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the Complete Review
the complete review - various



Life Turns Man Up and Down

edited by
Kurt Thometz


general information | review summaries | our review | links | about the editor

To purchase Life Turns Man Up and Down



Title: Life Turns Man Up and Down
Editor: Kurt Thometz
Genre: Various
Written: (2001)
Length: 390 pages
Availability: Life Turns Man Up and Down - US
Life Turns Man Up and Down - UK
Life Turns Man Up and Down - Canada
  • African Market Literature
  • Includes an introductory essay by Kurt Thometz, High Life, Useful Advice, and Mad English, as well as an Afterword
  • Includes a Reader's Guide of suggested literature
  • Eighteen pamphlets are reproduced in part or in whole, including works by Okenwa Olisah, Felix N. Stephen, and Speedy Eric

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Our Assessment:

-- : amusing and often fascinating -- though parts are close to unreadable

See our review for fuller assessment.




Review Summaries
Source Rating Date Reviewer
The New Yorker . 8/10/2001 .
The NY Times Book Rev. . 30/12/2001 Eric P. Nash
Salon . 20/8/2001 Suzy Hansen
The Village Voice A 8/1/2002 Anderson Tepper


  From the Reviews:
  • "(A) wild excursion into the collective unconscious of an emerging nation." - Eric P. Nash, The New York Times Book Review

  • "This anthology (...) displays these often funny and always fascinating artifacts" - Suzy Hansen, Salon

  • "You can read these tales for enjoyment, for the shock and thrill of the language, and the wild glimpses of a youthful literature and nation. But despite the editor's warnings, you can also glean something powerful, even sinister, at work behind the chaotic words and emotions." - Anderson Tepper, The Village Voice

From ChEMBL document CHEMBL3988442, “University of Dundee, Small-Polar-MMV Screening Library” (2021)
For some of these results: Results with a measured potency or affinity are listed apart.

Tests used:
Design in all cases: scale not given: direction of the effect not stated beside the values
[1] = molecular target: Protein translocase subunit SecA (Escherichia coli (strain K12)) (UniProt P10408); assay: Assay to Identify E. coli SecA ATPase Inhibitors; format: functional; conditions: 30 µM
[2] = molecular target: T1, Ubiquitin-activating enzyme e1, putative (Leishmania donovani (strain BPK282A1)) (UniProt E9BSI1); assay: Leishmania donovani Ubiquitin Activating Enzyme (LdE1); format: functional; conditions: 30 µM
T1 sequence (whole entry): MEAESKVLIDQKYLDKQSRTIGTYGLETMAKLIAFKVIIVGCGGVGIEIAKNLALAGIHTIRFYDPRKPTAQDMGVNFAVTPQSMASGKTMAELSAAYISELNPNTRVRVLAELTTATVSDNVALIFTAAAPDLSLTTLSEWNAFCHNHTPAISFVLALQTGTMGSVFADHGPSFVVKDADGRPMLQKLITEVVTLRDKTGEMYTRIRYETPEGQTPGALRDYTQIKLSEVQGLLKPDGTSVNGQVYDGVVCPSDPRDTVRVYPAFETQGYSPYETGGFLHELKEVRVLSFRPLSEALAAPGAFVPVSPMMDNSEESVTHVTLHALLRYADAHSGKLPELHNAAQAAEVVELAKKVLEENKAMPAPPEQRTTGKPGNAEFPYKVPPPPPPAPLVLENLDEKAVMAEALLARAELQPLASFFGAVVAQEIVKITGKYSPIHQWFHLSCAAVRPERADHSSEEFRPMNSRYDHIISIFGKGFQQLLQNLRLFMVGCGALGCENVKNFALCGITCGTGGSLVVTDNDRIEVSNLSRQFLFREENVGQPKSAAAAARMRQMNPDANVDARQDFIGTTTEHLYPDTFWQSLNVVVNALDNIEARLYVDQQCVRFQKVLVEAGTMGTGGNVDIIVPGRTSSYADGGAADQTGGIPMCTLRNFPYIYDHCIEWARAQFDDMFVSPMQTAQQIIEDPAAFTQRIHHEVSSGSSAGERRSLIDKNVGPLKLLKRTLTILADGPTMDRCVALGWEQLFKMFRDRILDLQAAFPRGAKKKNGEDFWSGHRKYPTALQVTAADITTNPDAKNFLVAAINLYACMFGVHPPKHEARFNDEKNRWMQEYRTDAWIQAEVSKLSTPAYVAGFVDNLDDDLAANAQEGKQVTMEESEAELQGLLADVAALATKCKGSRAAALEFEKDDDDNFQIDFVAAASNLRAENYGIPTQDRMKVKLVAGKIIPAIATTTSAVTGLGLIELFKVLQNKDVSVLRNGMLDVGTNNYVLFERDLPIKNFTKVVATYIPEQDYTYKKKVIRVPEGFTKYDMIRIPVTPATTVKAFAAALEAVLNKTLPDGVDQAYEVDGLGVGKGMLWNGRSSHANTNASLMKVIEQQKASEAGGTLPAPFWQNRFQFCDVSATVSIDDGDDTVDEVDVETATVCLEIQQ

Please note that these ratings solely represent the complete review's biased interpretation and subjective opinion of the actual reviews and do not claim to accurately reflect or represent the views of the reviewers. Similarly the illustrative quotes chosen here are merely those the complete review subjectively believes represent the tenor and judgment of the review as a whole. We acknowledge (and remind and warn you) that they may, in fact, be entirely unrepresentative of the actual reviews by any other measure.

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The complete review's Review:

       Life Turns Man Up and Down is, basically, an anthology of the pamphlet literature that flourished in Western Africa -- and especially in Onitsha (Nigeria) -- in the 1960s. Kurt Thometz presents eighteen pamphlets -- or rather: parts of eighteen pamphlets (only a few are presented in their entirety) -- whose original dates of publication are given between 1960 and 1972. It is a nicely varied sampling of material that has largely been inaccessible, and the book offers a good introduction to African market literature.